319. Council of Trade and Plantations to the Duke of Newcastle. Refer to Representation on Revenue Bill of 6th Aug. Continue: We must now trouble your Grace with our observations upon the bill to augment the salary of the Duke of Portland etc. For these being neither of them perfect laws, not having received the Governrs. assent, we cannot regularly report upon them as such to H.M. in Council. This last mention'd bill grants an additional salary of 2500 li. to the Duke of Portland, during his residence as Govr, of Jamaica, and the dutys for raising this summ, are laid upon flower, bread, hoops, staves, heading, shingles, boards and planks imported from any place but Great Britain, which tax will naturally fall upon the consumers, and cannot be said in any sort to affect the trade or shipping of Great Britain. For which reason, if this bill had stood entirely upon its own bottom, we should humbly have proposed to H.M. to have given the D. of Portland leave to pass the same into law; But the powers of raising, levying and collecting the duties thereby granted, refer to the rules and penalties laid down for that purpose in the Revenue bill, which not being likely to pass in the terms it stands at present conceived in, the Duke of Portland's assent to this bill would be ineffectual. However, we thought it proper to acquaint your Grace with our opinion upon this subject, that when H.M. shall signify his pleasure concerning the Revenue bill, your Grace may at the same time receive H.M. commands to empower the Duke of Portland to give his consent to an Act for the augmentation of his own salary, to the same effect with the bill lately passed for that purpose, by the Council and Assembly of Jamaica. Autograph signatures. 3 pp. [C.O. 137, 46. No. 44; and 138, 16. pp. 501–503.]
Aug. 12.320. Governor Philipps to the Council of Trade and Plantations. The extrornary buisness which has taken up your Lordships time for some weekes past prevented me from giveing you any interruption, etc. Explains the necessity for building the William Augustus and the great use she was to the Government etc. (v 26th Feb. and 12th March). Continues:— To the great misfortune of that country she has been laid up this 12 months to prevent further charge. Since which time I have received several letters from the Lt. Governor at Canso complaineing that the Indians have againe taken heart and growne troublesome; that the French inhabitants are in great joy upon the occasion, grow insolent as before and trade with Cape Breton without controle, whereto they send now theire whole produce of corn, cattle and furrs, insomuch that the Lt. Governor has been obliged to begg the assistance of an arm'd vessell from the neighbouring Government of New Engld. etc. But the worst evill yet is the want of transportation at this time for changing the garrisons, it being suspected that too long acquaintance may have produced a correspondence which may prove of dangerous consequence. By all which circumstances it will appeare to yor. Lordships, that the service in that country (no part of which has any communication with another but by sea) canot be carryd on with success without a vessel to attend it constantly etc. Refers to enclosed accounts. Signed, R. Philipps. Endorsed, Recd. 14th, Read 18th Aug., 1724. Holograph. 4 pp. [C.O. 217, 4. ff. 256–257v,258v]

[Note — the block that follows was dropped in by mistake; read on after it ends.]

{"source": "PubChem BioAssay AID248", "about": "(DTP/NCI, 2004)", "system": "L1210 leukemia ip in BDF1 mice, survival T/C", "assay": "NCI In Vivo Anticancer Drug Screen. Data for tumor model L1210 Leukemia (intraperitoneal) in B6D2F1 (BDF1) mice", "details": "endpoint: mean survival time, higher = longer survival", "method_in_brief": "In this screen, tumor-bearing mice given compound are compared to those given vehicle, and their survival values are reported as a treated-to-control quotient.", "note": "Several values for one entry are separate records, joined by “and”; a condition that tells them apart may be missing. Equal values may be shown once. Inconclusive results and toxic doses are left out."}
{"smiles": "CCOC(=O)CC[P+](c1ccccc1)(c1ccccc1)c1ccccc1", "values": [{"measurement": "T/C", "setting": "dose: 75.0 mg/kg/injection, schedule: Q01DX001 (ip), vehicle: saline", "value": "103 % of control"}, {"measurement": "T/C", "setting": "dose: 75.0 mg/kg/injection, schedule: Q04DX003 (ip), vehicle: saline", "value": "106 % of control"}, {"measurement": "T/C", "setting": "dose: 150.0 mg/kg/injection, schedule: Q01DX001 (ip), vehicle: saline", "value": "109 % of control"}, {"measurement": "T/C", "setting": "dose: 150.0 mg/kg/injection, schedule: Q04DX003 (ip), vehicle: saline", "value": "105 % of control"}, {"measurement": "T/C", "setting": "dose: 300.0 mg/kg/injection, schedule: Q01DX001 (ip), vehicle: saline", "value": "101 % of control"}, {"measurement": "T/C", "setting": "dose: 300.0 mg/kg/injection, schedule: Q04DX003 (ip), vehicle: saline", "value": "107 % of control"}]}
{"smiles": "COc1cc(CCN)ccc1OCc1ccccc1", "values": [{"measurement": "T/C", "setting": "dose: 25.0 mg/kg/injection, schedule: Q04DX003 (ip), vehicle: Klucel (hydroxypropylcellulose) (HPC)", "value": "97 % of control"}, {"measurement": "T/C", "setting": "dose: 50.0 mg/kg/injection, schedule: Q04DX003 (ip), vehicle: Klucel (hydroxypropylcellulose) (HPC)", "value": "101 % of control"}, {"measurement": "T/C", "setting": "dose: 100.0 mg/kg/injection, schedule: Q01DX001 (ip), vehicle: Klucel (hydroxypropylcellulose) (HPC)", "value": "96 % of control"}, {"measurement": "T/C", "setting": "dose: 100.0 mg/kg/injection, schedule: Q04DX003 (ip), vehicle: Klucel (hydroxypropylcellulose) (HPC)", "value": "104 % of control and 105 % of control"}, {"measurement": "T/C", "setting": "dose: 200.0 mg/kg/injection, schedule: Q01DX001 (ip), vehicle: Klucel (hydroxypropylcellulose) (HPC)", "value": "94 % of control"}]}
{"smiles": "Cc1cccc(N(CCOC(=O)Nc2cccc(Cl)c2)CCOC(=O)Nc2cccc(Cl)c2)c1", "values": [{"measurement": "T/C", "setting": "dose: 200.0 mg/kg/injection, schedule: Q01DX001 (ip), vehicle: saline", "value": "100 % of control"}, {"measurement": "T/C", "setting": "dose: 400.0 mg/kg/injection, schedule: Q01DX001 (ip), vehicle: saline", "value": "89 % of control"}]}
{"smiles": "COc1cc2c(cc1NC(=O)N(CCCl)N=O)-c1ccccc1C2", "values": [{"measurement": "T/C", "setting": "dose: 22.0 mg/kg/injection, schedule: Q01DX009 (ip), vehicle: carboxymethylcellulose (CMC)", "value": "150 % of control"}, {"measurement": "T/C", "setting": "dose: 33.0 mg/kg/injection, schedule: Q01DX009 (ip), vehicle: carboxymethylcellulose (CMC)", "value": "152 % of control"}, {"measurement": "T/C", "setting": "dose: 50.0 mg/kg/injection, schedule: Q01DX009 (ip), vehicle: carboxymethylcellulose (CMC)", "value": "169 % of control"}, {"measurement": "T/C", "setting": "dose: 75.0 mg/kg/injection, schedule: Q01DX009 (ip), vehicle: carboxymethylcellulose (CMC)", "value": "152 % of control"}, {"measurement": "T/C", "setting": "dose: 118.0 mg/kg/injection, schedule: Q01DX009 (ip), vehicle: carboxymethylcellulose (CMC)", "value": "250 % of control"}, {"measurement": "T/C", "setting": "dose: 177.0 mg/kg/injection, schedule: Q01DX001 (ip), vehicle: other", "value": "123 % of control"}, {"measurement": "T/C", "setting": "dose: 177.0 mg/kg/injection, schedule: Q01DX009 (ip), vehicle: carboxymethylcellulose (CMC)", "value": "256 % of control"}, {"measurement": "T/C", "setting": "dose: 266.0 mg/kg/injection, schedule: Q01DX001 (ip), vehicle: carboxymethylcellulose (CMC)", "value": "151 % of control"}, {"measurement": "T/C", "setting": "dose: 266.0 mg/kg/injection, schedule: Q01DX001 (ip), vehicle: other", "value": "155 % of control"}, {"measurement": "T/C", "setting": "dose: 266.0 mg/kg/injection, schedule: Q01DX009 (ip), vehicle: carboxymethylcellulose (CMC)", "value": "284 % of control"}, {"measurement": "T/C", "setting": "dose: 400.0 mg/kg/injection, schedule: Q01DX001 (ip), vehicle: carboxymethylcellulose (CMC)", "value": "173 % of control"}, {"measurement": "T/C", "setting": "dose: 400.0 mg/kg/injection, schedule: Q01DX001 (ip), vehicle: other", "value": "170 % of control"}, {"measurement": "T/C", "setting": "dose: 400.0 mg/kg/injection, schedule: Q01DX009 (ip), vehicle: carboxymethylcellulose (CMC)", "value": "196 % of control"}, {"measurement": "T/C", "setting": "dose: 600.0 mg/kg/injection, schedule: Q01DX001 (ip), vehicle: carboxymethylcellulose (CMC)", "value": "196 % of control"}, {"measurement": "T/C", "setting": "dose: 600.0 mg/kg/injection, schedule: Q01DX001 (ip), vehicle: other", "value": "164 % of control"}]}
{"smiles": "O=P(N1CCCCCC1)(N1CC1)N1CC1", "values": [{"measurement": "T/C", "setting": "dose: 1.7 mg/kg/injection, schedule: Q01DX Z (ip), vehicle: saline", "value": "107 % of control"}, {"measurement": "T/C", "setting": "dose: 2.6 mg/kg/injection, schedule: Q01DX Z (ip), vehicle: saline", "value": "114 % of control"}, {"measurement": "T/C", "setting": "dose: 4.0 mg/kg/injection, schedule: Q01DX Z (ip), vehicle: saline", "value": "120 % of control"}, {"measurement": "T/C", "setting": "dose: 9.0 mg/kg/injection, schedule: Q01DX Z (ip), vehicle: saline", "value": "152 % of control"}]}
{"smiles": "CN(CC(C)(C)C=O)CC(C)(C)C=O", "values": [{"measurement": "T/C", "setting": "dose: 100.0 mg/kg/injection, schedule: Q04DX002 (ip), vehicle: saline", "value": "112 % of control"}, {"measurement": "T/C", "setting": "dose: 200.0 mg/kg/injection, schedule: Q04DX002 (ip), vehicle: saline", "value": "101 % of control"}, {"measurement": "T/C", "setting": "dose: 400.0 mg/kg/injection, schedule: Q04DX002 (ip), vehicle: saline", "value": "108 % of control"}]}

Aug. 12.
Kensington.
321. H.M. licence of absence for another two years to John Cornelius, Clerk of the Naval Office, Barbados. Counter signed, Townshend. Copy. [C.O. 324, 35. pp. 100, 101.]
Aug. 12.
Council
Office,
Whitehall.
322. Mr. Vernon to Mr. Popple. The Lords of the Council this morning took notice that the Representation upon the sugar and tobacco trade was directed to be laid before his Majesty at this Board etc. (v 30th April and July 24th). They therefore return it, that it may be forthwith transmitted in due form to H.M. in Council, (v A. P. C. III. pp. 66, 67.) Signed, Jas. Vernon. Endorsed, Recd., Read 13th Aug., 1724. Enclosed,
322. i. Original of July 24, 1724. q. v 1 p. [C.O. 388, 78. ff 103–104, 105v]
Aug. 13.
Whitehall.
323. Mr. Wheelock to James Vernon. Transmits again Representation on the sugar and tobacco trades, to be laid before H.M. in Council (v preceding). [C.O. 389, 37. p. 243.]
Aug. 14.324. Mr. Bertie to Lord Carleton, President of H.M. Council. Gives a version of events preceding the appointment of Col. Nicholson as provisional Governor of S. Carolina. Continues:—At that time the South Sea directors had set up a treaty for the purchase of the whole Province from the Proprietors, and hastened the prosecution against their Charters in order to lessen their demands and at the same time a scire facias was directed to be brought against our Charter, but none was ever issued out, or any farther proceedings had, and by H.M. Act of Grace in 1721 all proceedings of that kind were determined. But yet the Proprietors have hitherto submitted to the Provisional Governor who has behaved himself in such a manner that the Proprietors since Mr. Nicholson's going to Carolina have not been able to receive any of their quit-rents, or other just dues accreued since his Government or any of their former arrears all which are very considerable; and as to his administration as Governor, your Lordship has heard in Council the complaints of the merchants, and the Board of Trade has many more before them, and I am informed, there is an Order in Council to recall him. The Lords Proprietors are now considering of a Memorial to be presented to H.M., that they may be restored to their antient right of appointing a Governor etc. On behalf of the Duke of Beaufort and himself prays for his Lordship's support, etc. [C.O. 5, 290. pp. 165, 166.]
Aug. 15.
Jamaica.
325. A letter from Jamaica to a Merchant in London. Complaint as to the condemnation of the ship Chandois and the schooner Esperance, (v 13th July), and the arbitrary and illegal proceedings of the Governor in suspending the Judge of the Admiralty Court etc. 2 3/4 pp. [C.O. 137, 32. ff 79–80; and (duplicate) 89–90.]